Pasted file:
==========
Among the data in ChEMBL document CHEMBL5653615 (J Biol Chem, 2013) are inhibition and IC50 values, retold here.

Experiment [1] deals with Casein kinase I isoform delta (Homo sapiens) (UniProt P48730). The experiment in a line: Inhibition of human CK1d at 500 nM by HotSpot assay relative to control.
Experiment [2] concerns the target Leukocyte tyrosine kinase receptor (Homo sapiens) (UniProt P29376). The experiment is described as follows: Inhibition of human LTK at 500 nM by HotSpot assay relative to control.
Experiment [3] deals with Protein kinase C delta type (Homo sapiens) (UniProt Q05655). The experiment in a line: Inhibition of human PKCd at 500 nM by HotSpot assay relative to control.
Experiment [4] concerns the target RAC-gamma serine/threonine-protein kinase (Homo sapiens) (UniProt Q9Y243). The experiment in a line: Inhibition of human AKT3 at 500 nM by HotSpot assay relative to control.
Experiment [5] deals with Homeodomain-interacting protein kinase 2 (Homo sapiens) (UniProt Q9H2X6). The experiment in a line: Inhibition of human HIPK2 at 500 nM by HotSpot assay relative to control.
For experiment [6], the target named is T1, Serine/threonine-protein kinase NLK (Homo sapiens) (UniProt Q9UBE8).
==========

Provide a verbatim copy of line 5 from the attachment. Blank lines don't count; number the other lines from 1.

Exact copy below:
Experiment [4] concerns the target RAC-gamma serine/threonine-protein kinase (Homo sapiens) (UniProt Q9Y243). The experiment in a line: Inhibition of human AKT3 at 500 nM by HotSpot assay relative to control.